I’ve been a Warhammer lover for years. Admittedly, my love of Games Workshop’s flagship tabletop games started when I saw a friend playing Dawn of War at the local scout hut, but from the hundreds and hundreds of hours I spent on that game came a true love for tabletop miniatures and the detail of GW’s worlds emerged. Though I started with the 40K setting in a video game, I soon looked into the “fantasy version” of the game.
In turn, I eventually came across Warhammer: Mark of Chaos (2006); another RTS based on the original Warhammer tabletop game – Warhammer Fantasy Battle – and so I had a gateway drug into that world too! – A dark, gritty fantasy setting, drawing inspiration from European history, Tolkien and Moorcock.
Whilst Mark of Chaos was a good general introduction to the setting, it received a lot of criticism from fans regarding its overall gameplay, its deviation from the setting and some pretty misleading marketing. It wasn’t massively successful and only received one sequel in 2008 before disappearing; since then, Warhammer seemed to disappear from the RTS scene, despite it being the most obvious genre for the setting. Yes, in recent year we’ve seen other Warhammer-based games; Blood Bowl, Warhammer Online, Mordheim and Vermintide, but none of them ever really felt like the tabletop game. None felt EPIC enough.
Then Warhammer: Total War appeared; and by god, I’m surprised no-one thought of it earlier. As you can imagine, rather than being its own complete gaming franchise like the celebrated Dawn of War, Warhammer: Total War is simply a Warhammer-themed entry in the Total War series; another celebrated British creation.
The Total War series combines turn-based strategy and empire management campaigns (similar to Civ,) with real-time tactical battle control. Set in various historical settings, from ancient Rome to the Napoleonic wars, the games are well known for quality tactical combat and a good use of setting and source material. If you ever saw the 2003/5 BBC show “Time Commanders,” you will be pretty much aware of what these games entail; in fact, the show itself used a version of Rome: Total War for its battles. The gameplay of the series involves a lot of military strategy and planning, with huge units of soldiers marching across battlefields; flanking, charging, knowing when NOT to charge, marching and breaking morale. Rather than focusing of single-unit micro and resource management, the tactical battles are more about planning and positioning using the troops you gather in the campaign to fight enemies.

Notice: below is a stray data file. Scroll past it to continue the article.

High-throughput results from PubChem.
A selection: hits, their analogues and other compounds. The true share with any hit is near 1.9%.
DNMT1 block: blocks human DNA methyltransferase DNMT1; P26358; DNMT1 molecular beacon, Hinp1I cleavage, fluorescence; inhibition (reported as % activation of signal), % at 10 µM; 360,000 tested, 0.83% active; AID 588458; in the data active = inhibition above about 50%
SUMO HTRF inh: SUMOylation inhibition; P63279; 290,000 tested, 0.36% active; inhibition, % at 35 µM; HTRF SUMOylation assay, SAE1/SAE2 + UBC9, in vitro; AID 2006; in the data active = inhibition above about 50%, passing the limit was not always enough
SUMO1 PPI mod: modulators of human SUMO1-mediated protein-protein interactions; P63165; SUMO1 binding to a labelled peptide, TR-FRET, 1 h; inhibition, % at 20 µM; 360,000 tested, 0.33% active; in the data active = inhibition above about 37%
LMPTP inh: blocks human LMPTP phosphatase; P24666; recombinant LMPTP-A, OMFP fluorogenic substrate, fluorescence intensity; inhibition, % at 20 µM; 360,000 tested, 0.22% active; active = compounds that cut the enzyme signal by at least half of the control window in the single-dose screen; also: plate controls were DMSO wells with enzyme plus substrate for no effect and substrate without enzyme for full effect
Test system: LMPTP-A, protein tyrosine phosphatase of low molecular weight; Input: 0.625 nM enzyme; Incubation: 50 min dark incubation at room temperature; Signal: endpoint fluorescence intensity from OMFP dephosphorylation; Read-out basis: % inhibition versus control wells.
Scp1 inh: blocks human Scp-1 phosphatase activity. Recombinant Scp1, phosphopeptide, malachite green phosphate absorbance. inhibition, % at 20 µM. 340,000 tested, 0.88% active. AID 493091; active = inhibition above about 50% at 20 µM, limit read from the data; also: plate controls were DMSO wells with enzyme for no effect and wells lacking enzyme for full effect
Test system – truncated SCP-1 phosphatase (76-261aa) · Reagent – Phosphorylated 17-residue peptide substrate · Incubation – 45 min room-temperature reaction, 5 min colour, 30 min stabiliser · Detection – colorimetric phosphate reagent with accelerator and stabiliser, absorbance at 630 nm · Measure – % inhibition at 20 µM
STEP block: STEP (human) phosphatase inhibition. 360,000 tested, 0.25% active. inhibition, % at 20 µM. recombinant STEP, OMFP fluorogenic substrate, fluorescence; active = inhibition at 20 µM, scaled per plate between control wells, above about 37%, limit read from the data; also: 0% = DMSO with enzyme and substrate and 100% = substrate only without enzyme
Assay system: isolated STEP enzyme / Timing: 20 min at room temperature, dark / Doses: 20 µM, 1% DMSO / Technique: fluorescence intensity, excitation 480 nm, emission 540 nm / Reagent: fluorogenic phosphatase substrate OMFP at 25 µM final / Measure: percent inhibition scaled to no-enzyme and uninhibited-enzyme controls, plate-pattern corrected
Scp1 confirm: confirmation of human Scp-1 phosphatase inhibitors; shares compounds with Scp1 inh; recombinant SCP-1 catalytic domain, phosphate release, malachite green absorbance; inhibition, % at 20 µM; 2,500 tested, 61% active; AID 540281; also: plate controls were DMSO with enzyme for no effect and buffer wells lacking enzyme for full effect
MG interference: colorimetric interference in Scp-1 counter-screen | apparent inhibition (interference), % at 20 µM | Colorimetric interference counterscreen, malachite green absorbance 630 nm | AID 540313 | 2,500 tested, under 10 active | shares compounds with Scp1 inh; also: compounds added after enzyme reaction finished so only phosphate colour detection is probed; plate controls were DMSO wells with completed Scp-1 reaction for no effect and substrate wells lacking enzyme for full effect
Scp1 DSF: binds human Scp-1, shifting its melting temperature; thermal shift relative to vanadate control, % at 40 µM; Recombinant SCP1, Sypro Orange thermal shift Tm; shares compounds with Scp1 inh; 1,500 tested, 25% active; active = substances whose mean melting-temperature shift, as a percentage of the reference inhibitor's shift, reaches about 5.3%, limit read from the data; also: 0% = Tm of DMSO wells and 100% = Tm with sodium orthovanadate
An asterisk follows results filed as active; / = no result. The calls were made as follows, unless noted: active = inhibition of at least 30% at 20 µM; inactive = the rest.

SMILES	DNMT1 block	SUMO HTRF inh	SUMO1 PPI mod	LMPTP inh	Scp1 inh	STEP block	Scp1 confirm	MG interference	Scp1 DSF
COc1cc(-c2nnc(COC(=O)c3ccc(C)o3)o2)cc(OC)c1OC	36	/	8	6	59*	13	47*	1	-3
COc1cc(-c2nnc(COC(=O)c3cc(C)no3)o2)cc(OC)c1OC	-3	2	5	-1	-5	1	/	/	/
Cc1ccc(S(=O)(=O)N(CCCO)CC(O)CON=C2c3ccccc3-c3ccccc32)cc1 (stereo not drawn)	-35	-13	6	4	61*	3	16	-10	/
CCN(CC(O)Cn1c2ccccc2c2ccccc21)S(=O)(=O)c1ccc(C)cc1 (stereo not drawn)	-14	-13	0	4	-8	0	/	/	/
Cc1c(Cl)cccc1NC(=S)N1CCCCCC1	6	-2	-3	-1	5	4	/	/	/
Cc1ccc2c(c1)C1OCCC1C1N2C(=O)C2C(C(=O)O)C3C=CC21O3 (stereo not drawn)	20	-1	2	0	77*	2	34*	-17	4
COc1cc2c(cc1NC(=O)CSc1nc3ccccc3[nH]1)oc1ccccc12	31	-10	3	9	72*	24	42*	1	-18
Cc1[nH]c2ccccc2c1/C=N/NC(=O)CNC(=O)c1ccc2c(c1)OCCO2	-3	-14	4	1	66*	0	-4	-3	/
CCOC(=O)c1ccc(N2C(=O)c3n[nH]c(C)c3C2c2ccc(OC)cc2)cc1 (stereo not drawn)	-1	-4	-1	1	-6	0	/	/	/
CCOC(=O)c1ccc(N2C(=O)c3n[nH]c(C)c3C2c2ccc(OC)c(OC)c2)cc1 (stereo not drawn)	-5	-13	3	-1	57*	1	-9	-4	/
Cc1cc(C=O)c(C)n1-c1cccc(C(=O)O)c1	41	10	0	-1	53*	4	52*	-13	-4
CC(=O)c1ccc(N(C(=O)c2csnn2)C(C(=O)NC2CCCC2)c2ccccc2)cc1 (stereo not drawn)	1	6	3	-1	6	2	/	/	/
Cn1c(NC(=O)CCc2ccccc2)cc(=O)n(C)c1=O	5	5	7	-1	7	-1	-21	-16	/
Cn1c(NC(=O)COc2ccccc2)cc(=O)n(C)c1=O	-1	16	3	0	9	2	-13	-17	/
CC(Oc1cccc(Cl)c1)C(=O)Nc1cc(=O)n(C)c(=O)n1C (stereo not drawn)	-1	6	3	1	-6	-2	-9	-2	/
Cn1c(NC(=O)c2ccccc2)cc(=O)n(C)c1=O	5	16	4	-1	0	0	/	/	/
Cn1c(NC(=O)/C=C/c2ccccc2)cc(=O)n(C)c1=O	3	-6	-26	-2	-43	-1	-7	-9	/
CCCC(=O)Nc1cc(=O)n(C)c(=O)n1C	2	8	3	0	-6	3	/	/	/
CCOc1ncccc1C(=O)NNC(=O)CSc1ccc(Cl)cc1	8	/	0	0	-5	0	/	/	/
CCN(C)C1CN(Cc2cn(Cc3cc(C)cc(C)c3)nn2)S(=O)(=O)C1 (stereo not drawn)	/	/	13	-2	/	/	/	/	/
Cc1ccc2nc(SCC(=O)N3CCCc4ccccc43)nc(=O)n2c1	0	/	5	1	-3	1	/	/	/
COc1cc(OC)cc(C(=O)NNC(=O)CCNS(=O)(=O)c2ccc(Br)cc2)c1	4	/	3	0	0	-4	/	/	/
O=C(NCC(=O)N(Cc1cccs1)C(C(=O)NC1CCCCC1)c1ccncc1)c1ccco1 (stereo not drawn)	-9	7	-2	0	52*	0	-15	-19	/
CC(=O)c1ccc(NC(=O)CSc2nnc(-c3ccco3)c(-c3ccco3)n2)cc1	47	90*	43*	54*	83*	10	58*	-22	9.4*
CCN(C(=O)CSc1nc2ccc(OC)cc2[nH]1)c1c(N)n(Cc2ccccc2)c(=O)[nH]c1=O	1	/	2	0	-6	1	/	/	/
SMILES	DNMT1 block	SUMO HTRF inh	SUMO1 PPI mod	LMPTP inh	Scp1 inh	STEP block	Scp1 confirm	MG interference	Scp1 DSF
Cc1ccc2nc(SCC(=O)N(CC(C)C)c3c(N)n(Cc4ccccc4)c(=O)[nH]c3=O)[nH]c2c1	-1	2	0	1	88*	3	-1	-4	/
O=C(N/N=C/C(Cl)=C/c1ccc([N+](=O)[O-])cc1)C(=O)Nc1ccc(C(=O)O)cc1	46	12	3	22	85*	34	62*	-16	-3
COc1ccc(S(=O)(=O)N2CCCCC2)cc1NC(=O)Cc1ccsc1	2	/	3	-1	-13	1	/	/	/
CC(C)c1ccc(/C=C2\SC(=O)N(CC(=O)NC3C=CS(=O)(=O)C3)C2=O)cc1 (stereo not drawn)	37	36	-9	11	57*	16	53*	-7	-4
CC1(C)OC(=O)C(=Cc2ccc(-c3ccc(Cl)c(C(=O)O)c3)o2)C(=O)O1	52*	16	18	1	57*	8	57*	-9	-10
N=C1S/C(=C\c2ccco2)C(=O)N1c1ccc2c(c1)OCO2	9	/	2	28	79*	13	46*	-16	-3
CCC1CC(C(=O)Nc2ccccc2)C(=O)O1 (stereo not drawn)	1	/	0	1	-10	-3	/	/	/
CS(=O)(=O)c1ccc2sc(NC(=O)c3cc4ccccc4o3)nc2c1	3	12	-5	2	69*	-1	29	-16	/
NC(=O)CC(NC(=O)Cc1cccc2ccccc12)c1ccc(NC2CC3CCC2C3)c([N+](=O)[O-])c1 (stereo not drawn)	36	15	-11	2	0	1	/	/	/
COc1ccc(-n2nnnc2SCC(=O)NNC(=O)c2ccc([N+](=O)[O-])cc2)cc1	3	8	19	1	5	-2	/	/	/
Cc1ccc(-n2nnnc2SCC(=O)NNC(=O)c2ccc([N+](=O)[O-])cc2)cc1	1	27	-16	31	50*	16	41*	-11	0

At its heart, Total War: Warhammer takes the large-scale battles and fantasy setting of the tabletop game and slams it into the tried, tested and beautifully refined framework that Total War supplies. It theory, it’s a heavenly match, with all of the refined combat elements transitioning over to this entry perfectly. In terms of control and military strategy elements, this entry excels, as you would expect.
The biggest differences in TW: Warhammer are directly related to the new setting; unlike the real world, a fantasy setting relies heavily on fantastical elements. We’re talking monsters, a variety of humanoid races, the undead and magic, and with these come a variety of new effects and gameplay elements to change the status quo. Whilst the other TW games included a variety of different HUMAN cultures and races, they’ve had to severely modify several key elements of the game to accommodate the differences you would expect from monstrous factions.
The game itself ships with 4 factions, with an additional DLC faction available and more to come. The Empire and Dwarf factions play in a similar fashion to those you might see in previous TW games; large, mortal units of honed warriors who fight in a traditional way. In comparison, the Vampire Counts field a variety of monstrous and undead creatures; some of whom can re-return from the dead; and the Greenskin faction fields lots of different variations of green barbarians, trolls and giants, stomping around and destroying everything in sight. These additions, and the variations in their Campaign gameplay make for much more interesting adversaries and groups to play as than those which would easily fit into other TW games. As with all of the TW games, your aim is to control the entire map through either wars, diplomacy, or a combination of both. Being literal monsters, the aforementioned mechanically have a hard time with Diplomacy, and as such, use corruption and pure brute force to conquer the landscape. Magic is a completely new addition to the Total War formula, but it is well executed with a variety of interesting and powerful skills available to certain heroes and wizards. Whilst they aren’t battle-winning in their own right, magical abilities add an extra layer of strategy and difficulty to the combat; as does the addition of fast, flying creatures.